2-Year-Old Eden Discusses the Creative Process

Eden Birch discusses the Creative Process from WeMakeStuffVancouver on Vimeo.

The power behind this film is immense. This 2-year-old’s embodiment of the artistic process has something to teach even an aged master.  Her sheer delight, and ours, in the creative work must put to rest worried distortions we bring to bear on our work – perfectionism, self-consciousness, fear.

About WeMakeStuff:

WeMakeStuff is a network of creatives. WeMakeStuff exists to affirm the vocation of Canadian artists and innovators by documenting what the Creator is already doing through creative people. WeMakeStuff originated in the Vancouver area but there’s no telling where it’s going to go.

Go to wemakestuff.ca and www.Facebook.com/WeMakeStuffVancouver

And So She Went: Laura Kay Rudat, Filmmaker


Laura Kay Rudat, filmmaker, is full of surprises and is an incredible story-teller. Her brief yet fascinating filmmaking career has taken her to some of the most unlikely places on earth. In India she filmed the documentary A House for … Continue reading

Hydro-solar Graffiti

Continuing in the vein of high-tech “graffiti”, is this interesting and quirky video on hydro-solar, or “water-light” graffiti by Antonin Fourneau and Digitalarti Artlab. The process uses LEDs illuminated by water contact.

Water Light Graffiti by Antonin Fourneau, created in the Digitalarti Artlab from Digitalarti on Vimeo.

Invisible Video Graffiti

Like a magic trick, this kind of graffiti is totally mind-boggling without an explanation.

First watch the video, then read the an excerpt from the story by The Atlantic below, and visit The Atlantic for the full read.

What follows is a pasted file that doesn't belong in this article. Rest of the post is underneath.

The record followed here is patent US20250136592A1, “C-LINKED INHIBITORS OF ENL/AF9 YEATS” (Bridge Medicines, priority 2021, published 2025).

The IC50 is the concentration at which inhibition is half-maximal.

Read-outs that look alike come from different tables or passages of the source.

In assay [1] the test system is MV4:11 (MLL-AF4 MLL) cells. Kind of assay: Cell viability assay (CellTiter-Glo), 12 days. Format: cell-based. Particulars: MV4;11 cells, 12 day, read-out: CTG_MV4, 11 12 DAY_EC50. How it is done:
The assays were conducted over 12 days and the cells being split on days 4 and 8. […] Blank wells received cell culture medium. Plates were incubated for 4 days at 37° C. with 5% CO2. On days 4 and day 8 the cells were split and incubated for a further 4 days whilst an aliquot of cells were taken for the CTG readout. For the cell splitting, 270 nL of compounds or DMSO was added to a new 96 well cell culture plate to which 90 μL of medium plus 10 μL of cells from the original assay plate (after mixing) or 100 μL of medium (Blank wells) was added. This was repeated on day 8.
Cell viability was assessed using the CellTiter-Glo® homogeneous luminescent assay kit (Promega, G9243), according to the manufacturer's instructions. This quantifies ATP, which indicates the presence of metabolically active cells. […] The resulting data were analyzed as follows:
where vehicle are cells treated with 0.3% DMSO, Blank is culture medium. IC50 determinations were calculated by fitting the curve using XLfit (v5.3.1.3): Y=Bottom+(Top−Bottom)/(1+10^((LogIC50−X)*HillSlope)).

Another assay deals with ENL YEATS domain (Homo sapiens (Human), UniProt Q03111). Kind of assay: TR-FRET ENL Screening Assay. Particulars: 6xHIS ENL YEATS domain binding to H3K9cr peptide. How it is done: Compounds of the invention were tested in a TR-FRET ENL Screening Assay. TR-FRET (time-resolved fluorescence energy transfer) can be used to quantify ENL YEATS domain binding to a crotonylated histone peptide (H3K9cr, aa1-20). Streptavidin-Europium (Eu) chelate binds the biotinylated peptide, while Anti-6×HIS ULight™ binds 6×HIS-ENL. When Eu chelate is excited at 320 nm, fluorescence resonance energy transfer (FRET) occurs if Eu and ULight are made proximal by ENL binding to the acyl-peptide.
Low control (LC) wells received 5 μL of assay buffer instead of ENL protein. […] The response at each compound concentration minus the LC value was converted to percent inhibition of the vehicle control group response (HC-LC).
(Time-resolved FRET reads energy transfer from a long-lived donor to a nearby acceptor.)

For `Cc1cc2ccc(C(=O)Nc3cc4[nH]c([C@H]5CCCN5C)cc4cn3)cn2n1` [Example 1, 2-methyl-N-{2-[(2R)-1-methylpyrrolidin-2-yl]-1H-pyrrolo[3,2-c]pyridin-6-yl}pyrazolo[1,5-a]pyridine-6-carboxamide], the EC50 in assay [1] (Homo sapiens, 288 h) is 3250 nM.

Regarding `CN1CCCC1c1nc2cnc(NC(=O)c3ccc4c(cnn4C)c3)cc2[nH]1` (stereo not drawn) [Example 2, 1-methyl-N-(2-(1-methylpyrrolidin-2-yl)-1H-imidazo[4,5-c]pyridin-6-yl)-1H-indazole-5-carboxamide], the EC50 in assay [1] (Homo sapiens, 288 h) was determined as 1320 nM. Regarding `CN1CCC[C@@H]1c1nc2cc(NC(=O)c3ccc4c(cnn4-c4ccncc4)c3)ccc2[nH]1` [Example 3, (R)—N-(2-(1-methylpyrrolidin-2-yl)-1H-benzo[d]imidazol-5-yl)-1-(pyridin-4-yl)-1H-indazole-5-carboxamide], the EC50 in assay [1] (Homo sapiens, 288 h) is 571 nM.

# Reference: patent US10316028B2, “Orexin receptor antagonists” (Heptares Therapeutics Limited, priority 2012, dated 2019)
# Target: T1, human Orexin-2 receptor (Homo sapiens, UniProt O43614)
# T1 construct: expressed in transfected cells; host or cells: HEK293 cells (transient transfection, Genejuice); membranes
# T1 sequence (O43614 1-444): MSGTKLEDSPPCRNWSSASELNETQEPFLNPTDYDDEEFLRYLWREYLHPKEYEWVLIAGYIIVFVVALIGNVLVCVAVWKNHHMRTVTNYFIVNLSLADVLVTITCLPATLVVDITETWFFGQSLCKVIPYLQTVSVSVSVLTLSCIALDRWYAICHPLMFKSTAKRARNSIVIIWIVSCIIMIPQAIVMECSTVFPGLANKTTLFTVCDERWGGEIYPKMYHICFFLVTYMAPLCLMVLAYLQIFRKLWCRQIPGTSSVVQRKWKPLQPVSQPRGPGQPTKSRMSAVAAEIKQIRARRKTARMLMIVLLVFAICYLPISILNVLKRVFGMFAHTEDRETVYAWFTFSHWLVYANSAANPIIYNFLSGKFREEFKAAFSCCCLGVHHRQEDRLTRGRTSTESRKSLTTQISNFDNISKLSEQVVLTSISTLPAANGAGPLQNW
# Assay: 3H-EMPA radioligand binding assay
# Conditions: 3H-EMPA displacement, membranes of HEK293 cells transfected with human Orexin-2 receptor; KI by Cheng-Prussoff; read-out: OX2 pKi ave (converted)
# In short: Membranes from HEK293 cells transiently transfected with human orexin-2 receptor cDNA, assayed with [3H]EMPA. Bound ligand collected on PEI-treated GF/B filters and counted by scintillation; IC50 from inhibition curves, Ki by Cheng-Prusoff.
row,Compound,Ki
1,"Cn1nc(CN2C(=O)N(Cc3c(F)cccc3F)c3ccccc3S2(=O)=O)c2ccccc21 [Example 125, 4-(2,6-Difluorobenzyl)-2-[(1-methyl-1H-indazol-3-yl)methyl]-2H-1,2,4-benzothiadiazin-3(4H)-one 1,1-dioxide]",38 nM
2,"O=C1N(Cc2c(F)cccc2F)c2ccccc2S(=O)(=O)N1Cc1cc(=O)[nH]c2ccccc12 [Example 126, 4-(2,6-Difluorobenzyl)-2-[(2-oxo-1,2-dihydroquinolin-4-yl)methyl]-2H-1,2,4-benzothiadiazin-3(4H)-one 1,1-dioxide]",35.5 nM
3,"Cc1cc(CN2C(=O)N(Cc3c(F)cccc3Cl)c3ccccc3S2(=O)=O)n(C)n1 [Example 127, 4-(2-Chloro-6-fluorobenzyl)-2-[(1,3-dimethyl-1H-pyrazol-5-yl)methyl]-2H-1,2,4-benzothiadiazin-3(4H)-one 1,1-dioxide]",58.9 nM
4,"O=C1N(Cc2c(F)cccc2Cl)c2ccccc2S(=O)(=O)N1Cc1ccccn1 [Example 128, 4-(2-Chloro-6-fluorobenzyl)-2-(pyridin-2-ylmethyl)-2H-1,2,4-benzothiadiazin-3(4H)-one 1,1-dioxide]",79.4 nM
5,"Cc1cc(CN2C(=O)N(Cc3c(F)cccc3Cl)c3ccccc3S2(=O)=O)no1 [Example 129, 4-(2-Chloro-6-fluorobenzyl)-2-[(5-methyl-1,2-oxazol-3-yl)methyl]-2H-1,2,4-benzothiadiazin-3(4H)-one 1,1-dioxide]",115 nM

SWEATSHOPPE Video Painting Europe from SWEATSHOPPE on Vimeo.


From The Atlantic:

“Art collective Sweatshoppe uses infrared tracking inside concrete rollers to ‘smear’ digital video over concrete surfaces with paint rollers.

They say: “As a new media artist I work with a lot of new emerging technologies, a lot of times just toying around with different things and putting them together to see what fits. When you’re creating art in this way you’re constantly faced with questions about art history and how different movements came about — in many ways the history and evolution of modern art has been dependent on the emergence of new technologies from the invention of oil paint to electronic sound and video and so on.

“The explosion in the popularity of street art proved how much painting on walls could be a powerful way to communicate ideas, so painting combined with projection and interactivity became an obvious choice.

“I work a lot with what is called computer vision software, algorithms that identify objects and track them with a live video feed. The software I wrote tracks the position of infrared LEDs inside the paint roller when they are turned on by the user, and tells the projector where to reveal the image. Essentially we have to line up the webcam with the video projection, and where ever the painter decides to stroke the image will appear, allowing you to paint with videos. Additionally we can paint layers of video to develop a narrative within the performance and create video collages.” (Interview with The Atlantic)


For the full story, visit The Atlantic